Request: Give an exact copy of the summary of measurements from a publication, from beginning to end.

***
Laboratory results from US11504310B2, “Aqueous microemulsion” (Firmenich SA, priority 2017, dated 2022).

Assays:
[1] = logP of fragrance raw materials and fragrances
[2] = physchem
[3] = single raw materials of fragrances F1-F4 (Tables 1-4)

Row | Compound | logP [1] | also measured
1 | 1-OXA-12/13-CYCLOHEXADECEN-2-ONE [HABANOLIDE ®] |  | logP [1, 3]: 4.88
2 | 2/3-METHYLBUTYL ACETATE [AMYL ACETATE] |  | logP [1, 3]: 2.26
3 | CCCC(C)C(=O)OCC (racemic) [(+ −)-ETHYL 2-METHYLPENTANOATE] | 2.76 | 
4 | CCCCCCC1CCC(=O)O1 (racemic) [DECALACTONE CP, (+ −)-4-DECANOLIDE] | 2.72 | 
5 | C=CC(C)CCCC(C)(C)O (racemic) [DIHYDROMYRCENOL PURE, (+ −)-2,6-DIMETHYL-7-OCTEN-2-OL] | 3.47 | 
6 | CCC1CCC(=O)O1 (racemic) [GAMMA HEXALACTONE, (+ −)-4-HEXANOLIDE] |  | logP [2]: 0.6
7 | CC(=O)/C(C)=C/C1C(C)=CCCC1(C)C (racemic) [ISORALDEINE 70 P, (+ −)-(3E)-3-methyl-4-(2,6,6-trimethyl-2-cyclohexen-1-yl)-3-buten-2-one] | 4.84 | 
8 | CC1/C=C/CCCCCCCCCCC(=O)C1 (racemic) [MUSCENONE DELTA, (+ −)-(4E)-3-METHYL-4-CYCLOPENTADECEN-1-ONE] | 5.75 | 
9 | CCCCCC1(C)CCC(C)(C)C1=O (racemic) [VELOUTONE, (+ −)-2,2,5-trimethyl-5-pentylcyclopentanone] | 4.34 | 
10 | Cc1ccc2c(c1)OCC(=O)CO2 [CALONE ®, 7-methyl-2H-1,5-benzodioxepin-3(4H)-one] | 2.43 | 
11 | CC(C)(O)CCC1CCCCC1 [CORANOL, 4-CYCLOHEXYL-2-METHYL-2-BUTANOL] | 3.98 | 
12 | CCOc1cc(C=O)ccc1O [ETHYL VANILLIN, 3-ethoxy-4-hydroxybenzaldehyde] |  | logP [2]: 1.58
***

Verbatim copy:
Laboratory results from US11504310B2, “Aqueous microemulsion” (Firmenich SA, priority 2017, dated 2022).

Assays:
[1] = logP of fragrance raw materials and fragrances
[2] = physchem
[3] = single raw materials of fragrances F1-F4 (Tables 1-4)

Row | Compound | logP [1] | also measured
1 | 1-OXA-12/13-CYCLOHEXADECEN-2-ONE [HABANOLIDE ®] |  | logP [1, 3]: 4.88
2 | 2/3-METHYLBUTYL ACETATE [AMYL ACETATE] |  | logP [1, 3]: 2.26
3 | CCCC(C)C(=O)OCC (racemic) [(+ −)-ETHYL 2-METHYLPENTANOATE] | 2.76 | 
4 | CCCCCCC1CCC(=O)O1 (racemic) [DECALACTONE CP, (+ −)-4-DECANOLIDE] | 2.72 | 
5 | C=CC(C)CCCC(C)(C)O (racemic) [DIHYDROMYRCENOL PURE, (+ −)-2,6-DIMETHYL-7-OCTEN-2-OL] | 3.47 | 
6 | CCC1CCC(=O)O1 (racemic) [GAMMA HEXALACTONE, (+ −)-4-HEXANOLIDE] |  | logP [2]: 0.6
7 | CC(=O)/C(C)=C/C1C(C)=CCCC1(C)C (racemic) [ISORALDEINE 70 P, (+ −)-(3E)-3-methyl-4-(2,6,6-trimethyl-2-cyclohexen-1-yl)-3-buten-2-one] | 4.84 | 
8 | CC1/C=C/CCCCCCCCCCC(=O)C1 (racemic) [MUSCENONE DELTA, (+ −)-(4E)-3-METHYL-4-CYCLOPENTADECEN-1-ONE] | 5.75 | 
9 | CCCCCC1(C)CCC(C)(C)C1=O (racemic) [VELOUTONE, (+ −)-2,2,5-trimethyl-5-pentylcyclopentanone] | 4.34 | 
10 | Cc1ccc2c(c1)OCC(=O)CO2 [CALONE ®, 7-methyl-2H-1,5-benzodioxepin-3(4H)-one] | 2.43 | 
11 | CC(C)(O)CCC1CCCCC1 [CORANOL, 4-CYCLOHEXYL-2-METHYL-2-BUTANOL] | 3.98 | 
12 | CCOc1cc(C=O)ccc1O [ETHYL VANILLIN, 3-ethoxy-4-hydroxybenzaldehyde] |  | logP [2]: 1.58